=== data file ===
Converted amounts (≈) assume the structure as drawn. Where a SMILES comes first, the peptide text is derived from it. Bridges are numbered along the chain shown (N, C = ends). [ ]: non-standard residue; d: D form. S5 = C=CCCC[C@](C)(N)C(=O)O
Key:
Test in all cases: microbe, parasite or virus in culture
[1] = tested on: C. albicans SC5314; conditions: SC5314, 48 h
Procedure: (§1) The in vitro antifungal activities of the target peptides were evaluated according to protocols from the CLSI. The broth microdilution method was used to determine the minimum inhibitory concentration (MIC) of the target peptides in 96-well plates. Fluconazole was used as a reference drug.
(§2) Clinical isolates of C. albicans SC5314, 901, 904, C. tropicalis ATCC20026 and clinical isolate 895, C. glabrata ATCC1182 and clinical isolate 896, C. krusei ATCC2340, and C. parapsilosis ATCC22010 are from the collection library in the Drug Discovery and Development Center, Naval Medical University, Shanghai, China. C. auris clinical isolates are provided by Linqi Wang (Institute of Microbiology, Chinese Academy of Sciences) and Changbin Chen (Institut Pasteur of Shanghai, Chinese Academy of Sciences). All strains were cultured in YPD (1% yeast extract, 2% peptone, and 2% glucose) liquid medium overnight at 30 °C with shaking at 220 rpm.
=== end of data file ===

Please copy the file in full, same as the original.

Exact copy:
Converted amounts (≈) assume the structure as drawn. Where a SMILES comes first, the peptide text is derived from it. Bridges are numbered along the chain shown (N, C = ends). [ ]: non-standard residue; d: D form. S5 = C=CCCC[C@](C)(N)C(=O)O
Key:
Test in all cases: microbe, parasite or virus in culture
[1] = tested on: C. albicans SC5314; conditions: SC5314, 48 h
Procedure: (§1) The in vitro antifungal activities of the target peptides were evaluated according to protocols from the CLSI. The broth microdilution method was used to determine the minimum inhibitory concentration (MIC) of the target peptides in 96-well plates. Fluconazole was used as a reference drug.
(§2) Clinical isolates of C. albicans SC5314, 901, 904, C. tropicalis ATCC20026 and clinical isolate 895, C. glabrata ATCC1182 and clinical isolate 896, C. krusei ATCC2340, and C. parapsilosis ATCC22010 are from the collection library in the Drug Discovery and Development Center, Naval Medical University, Shanghai, China. C. auris clinical isolates are provided by Linqi Wang (Institute of Microbiology, Chinese Academy of Sciences) and Changbin Chen (Institut Pasteur of Shanghai, Chinese Academy of Sciences). All strains were cultured in YPD (1% yeast extract, 2% peptone, and 2% glucose) liquid medium overnight at 30 °C with shaking at 220 rpm.